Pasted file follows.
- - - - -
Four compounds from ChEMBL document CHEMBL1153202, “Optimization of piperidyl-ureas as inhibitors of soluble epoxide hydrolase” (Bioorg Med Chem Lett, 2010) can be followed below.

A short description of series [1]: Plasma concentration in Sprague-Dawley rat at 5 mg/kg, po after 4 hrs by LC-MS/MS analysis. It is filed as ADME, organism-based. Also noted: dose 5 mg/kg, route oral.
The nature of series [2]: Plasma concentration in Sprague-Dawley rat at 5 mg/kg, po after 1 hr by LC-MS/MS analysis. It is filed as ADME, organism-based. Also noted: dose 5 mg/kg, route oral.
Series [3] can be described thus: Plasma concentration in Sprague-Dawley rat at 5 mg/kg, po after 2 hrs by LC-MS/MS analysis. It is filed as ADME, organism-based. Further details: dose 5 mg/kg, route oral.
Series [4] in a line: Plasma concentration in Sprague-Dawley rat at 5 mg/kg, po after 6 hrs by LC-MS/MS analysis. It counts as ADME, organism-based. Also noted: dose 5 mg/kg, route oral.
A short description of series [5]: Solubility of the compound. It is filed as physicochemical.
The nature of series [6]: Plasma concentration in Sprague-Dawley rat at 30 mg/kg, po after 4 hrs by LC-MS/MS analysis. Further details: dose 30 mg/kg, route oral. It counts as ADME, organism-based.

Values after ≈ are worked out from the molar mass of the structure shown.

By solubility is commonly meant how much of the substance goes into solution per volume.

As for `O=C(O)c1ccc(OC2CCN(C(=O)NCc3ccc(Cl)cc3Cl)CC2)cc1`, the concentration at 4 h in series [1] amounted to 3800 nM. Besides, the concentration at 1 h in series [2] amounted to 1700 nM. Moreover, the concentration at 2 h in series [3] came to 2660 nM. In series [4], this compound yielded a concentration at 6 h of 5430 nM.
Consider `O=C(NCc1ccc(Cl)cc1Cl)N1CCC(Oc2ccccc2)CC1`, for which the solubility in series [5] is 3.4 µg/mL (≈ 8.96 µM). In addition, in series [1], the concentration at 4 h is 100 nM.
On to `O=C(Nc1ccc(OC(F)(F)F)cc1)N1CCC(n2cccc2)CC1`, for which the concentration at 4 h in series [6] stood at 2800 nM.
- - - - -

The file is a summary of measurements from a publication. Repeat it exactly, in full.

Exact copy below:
Four compounds from ChEMBL document CHEMBL1153202, “Optimization of piperidyl-ureas as inhibitors of soluble epoxide hydrolase” (Bioorg Med Chem Lett, 2010) can be followed below.

A short description of series [1]: Plasma concentration in Sprague-Dawley rat at 5 mg/kg, po after 4 hrs by LC-MS/MS analysis. It is filed as ADME, organism-based. Also noted: dose 5 mg/kg, route oral.
The nature of series [2]: Plasma concentration in Sprague-Dawley rat at 5 mg/kg, po after 1 hr by LC-MS/MS analysis. It is filed as ADME, organism-based. Also noted: dose 5 mg/kg, route oral.
Series [3] can be described thus: Plasma concentration in Sprague-Dawley rat at 5 mg/kg, po after 2 hrs by LC-MS/MS analysis. It is filed as ADME, organism-based. Further details: dose 5 mg/kg, route oral.
Series [4] in a line: Plasma concentration in Sprague-Dawley rat at 5 mg/kg, po after 6 hrs by LC-MS/MS analysis. It counts as ADME, organism-based. Also noted: dose 5 mg/kg, route oral.
A short description of series [5]: Solubility of the compound. It is filed as physicochemical.
The nature of series [6]: Plasma concentration in Sprague-Dawley rat at 30 mg/kg, po after 4 hrs by LC-MS/MS analysis. Further details: dose 30 mg/kg, route oral. It counts as ADME, organism-based.

Values after ≈ are worked out from the molar mass of the structure shown.

By solubility is commonly meant how much of the substance goes into solution per volume.

As for `O=C(O)c1ccc(OC2CCN(C(=O)NCc3ccc(Cl)cc3Cl)CC2)cc1`, the concentration at 4 h in series [1] amounted to 3800 nM. Besides, the concentration at 1 h in series [2] amounted to 1700 nM. Moreover, the concentration at 2 h in series [3] came to 2660 nM. In series [4], this compound yielded a concentration at 6 h of 5430 nM.
Consider `O=C(NCc1ccc(Cl)cc1Cl)N1CCC(Oc2ccccc2)CC1`, for which the solubility in series [5] is 3.4 µg/mL (≈ 8.96 µM). In addition, in series [1], the concentration at 4 h is 100 nM.
On to `O=C(Nc1ccc(OC(F)(F)F)cc1)N1CCC(n2cccc2)CC1`, for which the concentration at 4 h in series [6] stood at 2800 nM.